Simon K. Beader
Simon K. Bearder
Department of Anthropology
School of Social Sciences & Law
Oxford Brookes University
Simon Bearder is a Professor of Anthropology and has
recently completed a four year period as Deputy Head of the School
of Social Sciences and Law at Oxford Brookes University.
He attended Hertford Grammar School (1957-64) and the
University College of Wales, Aberystwyth, where he read
zoology, geology and botany. He graduated in 1967 with a BSc Honours
degree in zoology. He then spent 10 years in South Africa, engaged
in research on the ecology and behaviour of nocturnal mammals. He
gained MSc and PhD degrees for field and laboratory studies of bushbabies
(galagos) at the University of the Witwatersrand, and later worked on feeding
behaviour and communication in spotted hyaenas (Crucuta crocuta)
for the Mammal Research Institute in Pretoria. He subsequently conducted
a two-year, radio tracking field study of lesser bushbabies in the northern
Transvaal, together with R.D. Martin, followed by two years as a Research
Fellow at London Zoo.
Since 1979, Simon has been teaching physical anthropology
in Oxford, with particular emphasis on primatology and human evolution.
His main research interests are the identification and conservation of
nocturnal primates. He co-ordinates the Nocturnal Primate Research
Group (NPRG), which links
colleagues who work on galagos and lorises. Members
of the group have helped to discover 6 previously unrecognised galagos.
Each species gives distinctive loud calls which provide a powerful means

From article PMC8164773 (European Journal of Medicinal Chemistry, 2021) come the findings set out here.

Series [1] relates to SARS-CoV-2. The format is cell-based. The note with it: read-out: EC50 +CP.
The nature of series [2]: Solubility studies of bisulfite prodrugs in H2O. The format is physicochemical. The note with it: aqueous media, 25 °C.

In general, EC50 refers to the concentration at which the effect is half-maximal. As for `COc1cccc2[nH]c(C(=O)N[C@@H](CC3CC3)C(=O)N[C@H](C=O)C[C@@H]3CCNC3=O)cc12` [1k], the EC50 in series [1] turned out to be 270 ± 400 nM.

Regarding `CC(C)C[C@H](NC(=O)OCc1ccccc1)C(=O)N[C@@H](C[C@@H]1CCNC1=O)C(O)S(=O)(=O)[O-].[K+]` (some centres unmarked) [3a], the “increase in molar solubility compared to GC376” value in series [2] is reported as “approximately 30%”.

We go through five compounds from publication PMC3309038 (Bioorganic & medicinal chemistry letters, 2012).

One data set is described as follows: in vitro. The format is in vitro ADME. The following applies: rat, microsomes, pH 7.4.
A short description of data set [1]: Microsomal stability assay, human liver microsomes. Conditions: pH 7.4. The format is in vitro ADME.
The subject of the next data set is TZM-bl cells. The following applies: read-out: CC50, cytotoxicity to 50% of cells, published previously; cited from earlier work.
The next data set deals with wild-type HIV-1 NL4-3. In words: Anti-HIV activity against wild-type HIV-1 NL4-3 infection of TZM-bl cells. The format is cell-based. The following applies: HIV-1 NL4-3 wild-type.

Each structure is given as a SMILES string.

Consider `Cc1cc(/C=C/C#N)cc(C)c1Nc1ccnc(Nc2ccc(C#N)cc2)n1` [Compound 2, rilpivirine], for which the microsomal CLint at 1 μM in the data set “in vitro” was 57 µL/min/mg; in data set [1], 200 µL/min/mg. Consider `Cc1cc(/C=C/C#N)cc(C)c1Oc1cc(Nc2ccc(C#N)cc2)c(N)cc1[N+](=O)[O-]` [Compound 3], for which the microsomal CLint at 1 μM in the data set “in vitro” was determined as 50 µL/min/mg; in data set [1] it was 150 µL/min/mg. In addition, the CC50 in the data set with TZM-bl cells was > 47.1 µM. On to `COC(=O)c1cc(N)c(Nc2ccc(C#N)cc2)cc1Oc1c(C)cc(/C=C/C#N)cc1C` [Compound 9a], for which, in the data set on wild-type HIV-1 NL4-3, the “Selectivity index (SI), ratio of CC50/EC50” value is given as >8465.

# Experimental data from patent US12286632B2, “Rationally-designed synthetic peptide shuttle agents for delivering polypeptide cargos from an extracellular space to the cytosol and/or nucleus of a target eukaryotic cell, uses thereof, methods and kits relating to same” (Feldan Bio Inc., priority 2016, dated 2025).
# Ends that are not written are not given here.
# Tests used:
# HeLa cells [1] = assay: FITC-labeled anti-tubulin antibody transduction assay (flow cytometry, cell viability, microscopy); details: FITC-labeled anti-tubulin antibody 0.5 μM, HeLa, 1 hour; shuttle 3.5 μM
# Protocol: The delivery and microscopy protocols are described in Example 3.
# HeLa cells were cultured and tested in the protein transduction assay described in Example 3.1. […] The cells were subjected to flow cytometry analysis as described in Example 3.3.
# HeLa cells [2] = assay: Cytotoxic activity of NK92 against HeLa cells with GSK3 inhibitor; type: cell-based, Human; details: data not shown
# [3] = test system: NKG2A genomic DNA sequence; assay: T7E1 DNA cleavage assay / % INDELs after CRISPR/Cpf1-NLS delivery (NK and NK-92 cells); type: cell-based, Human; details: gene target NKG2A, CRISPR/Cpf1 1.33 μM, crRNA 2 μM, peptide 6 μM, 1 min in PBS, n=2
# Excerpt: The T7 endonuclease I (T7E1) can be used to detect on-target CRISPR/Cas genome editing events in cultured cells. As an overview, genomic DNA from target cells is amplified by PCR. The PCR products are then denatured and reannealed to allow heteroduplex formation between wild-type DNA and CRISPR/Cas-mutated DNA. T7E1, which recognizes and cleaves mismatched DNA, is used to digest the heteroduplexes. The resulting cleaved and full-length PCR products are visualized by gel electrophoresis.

of distinguishing between species.
The group runs a Sound Analysis Laboratory and has an
extensive library of wildlife sounds.
As a former Secretary of the Primate Society of Great
Britain, and long standing Convenor of its Conservation Working Party,
he has been involved with promoting public awareness of the plight of primates
(including humans) and of tropical forests. His work has taken him
to Zimbabwe, Kenya, S.E.Brazil,
Malawi, Uganda, Tanzania, Cameroon, South Africa, Botswana,
Namibia, Gabon and Madagascar, where the devastating effects of human activities
apparent. The results of this work have been circulated
through numerous scientific publications, articles in wildlife magazines,
radio broadcasts and three television documentaries. Simon is a member
of the IUCN Primate Specialist Group and the Taxon Advisory Group for prosimians.
He is Course Manager for a newly validated MSc in Primate Conservation
starting in September 2000 at Oxford Brookes University.
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